The word is by origin a diminutive of "jock", the Northern English or Scots colloquial equivalent of the first name "John," which is also used generically for "boy, or fellow" (compare "Jack", "Dick"), at least since 1529. A familiar instance of the use of the word as a name is in "Jockey of Norfolk" in Shakespeare's Richard III. v. 3, 304.
In the 16th and 17th centuries the word was applied to horse-dealers, postilions, itinerant minstrels and vagabonds, and thus frequently bore the meaning of a cunning trickster, a "sharp", whence the verb to jockey, "to outwit", or "to do" a person out of something. The current usage which means a person who rides a horse in races was first seen in 1670.
Jockeys have a reputation for being very short, but there are no height limits, only weight limits. A rider can be of any height if they can still make weight, but it is still generally limited to fairly short individuals because of the limits on a person's body. Jockeys typically range from 5' to 5'7" in height.
The role of the jockey
Jockeys are normally self employed, nominated by horse trainers to ride their horses in races, for a fee (which is paid regardless of the prize money the horse earns for a race) and a cut of the purse winnings. In Australia, employment of apprentice jockeys is in terms of indenture to a master (a trainer); and there is a clear employee/employer relationship. When an apprentice jockey finishes his apprenticeship and becomes a "fully fledged jockey", the nature of their employment and insurance requirements change because they are regarded as "freelance", like contractors. Jockeys often cease their riding careers to take up other employment in racing, usually as trainers. In this way the apprenticeship system serves to induct young people into racing employment.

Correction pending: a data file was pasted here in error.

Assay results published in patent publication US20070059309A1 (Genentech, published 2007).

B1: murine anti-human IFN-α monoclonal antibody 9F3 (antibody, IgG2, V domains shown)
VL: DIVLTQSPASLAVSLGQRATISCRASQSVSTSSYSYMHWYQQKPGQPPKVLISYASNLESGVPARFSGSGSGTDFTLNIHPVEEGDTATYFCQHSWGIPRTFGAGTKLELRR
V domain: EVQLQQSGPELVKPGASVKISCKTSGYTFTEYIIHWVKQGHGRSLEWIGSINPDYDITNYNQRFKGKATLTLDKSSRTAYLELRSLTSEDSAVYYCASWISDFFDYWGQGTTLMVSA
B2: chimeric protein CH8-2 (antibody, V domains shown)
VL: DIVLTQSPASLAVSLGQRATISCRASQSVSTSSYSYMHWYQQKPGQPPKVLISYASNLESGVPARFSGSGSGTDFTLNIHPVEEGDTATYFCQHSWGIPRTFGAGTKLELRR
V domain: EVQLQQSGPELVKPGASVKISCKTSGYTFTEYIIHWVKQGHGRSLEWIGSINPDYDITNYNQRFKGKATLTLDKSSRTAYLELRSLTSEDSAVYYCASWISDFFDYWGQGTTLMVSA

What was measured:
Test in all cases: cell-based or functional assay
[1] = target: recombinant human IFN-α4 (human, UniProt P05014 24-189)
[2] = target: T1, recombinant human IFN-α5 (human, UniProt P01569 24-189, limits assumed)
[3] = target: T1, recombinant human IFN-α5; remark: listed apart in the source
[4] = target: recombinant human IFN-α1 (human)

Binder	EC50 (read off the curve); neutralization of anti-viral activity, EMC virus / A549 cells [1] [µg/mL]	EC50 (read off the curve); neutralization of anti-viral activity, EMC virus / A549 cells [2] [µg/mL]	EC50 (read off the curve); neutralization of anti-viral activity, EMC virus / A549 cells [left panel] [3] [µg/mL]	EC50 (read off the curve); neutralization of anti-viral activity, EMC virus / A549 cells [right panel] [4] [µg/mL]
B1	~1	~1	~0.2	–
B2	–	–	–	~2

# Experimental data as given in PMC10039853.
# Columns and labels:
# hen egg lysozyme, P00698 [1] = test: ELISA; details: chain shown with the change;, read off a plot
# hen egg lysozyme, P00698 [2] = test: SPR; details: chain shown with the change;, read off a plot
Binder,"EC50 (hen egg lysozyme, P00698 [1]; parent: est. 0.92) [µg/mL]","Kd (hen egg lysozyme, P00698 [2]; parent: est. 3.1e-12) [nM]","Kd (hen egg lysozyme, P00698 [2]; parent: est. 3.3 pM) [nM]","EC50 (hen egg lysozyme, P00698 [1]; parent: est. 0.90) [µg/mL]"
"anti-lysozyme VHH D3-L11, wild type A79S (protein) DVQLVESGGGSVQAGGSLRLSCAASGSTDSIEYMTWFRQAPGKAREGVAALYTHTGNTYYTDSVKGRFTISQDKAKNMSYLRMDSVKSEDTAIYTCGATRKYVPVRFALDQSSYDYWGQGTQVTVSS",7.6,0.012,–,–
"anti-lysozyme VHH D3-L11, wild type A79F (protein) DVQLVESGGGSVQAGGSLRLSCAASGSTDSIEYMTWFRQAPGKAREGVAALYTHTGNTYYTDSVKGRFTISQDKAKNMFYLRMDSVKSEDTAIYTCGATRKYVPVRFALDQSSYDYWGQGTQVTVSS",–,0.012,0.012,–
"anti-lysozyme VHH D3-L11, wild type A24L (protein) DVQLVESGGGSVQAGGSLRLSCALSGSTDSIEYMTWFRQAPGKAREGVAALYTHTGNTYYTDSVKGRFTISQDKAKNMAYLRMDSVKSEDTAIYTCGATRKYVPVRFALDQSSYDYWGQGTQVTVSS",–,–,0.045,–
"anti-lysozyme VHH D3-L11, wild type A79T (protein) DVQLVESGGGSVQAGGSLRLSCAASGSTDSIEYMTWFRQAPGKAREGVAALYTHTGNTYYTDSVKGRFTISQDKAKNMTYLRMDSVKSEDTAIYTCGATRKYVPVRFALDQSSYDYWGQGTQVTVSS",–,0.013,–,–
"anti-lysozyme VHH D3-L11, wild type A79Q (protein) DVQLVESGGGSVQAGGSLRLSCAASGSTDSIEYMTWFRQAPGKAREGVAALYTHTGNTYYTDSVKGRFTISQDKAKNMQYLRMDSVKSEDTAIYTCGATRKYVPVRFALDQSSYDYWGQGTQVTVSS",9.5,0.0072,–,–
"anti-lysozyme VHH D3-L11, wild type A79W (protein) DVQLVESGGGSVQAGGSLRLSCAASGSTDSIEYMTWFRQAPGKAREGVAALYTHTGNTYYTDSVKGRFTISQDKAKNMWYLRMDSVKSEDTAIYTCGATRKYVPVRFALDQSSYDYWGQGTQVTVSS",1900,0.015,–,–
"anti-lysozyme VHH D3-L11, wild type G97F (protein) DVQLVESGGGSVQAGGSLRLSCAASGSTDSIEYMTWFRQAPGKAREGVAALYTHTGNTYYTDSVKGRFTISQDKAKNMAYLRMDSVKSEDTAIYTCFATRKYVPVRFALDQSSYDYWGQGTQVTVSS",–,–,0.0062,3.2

Jockeys usually start out when they are young, riding work in the morning for trainers, and entering the riding profession as an apprentice jockey. It is normally necessary for an apprentice jockey to ride a minimum of about 20 barrier trials successfully before being permitted to commence riding in races. An apprentice jockey is known as a "bug boy" because the asterisk that follows the name in the program looks like a bug. All jockeys must be licensed and usually are not permitted to bet on a race. An apprentice jockey has a master, who is a horse trainer, and also is allowed to "claim" weight off the horse's back (if a horse were to carry 58 kg, and the apprentice was able to claim 3 kg, the horse would only have to carry 55 kg on its back) in some races. This allowance is adjusted according to the number of winners that the apprentice has ridden. After a 4 year indentured apprenticeship, the apprentice becomes a senior jockey and would usually develop relationships with trainers and individual horses. Sometimes senior jockeys are paid a retainer by an owner which gives the owner the right to insist the jockey rides their horses in races.
Racing modeled on the English Jockey Club spread throughout the world with colonial expansion.
The colours worn by jockeys in races are the registered "colours" of the owner or trainer who employs them. The practice of horsemen wearing colours probably stems from medieval times when jousts were held between knights. But the origins of racing colours of multifarious patterns that are seen today may have been influenced by racing held in Italian city communities since medieval times. Such traditional events are still held on town streets and are remarkable for furious riding and the colourful spectacle they offer.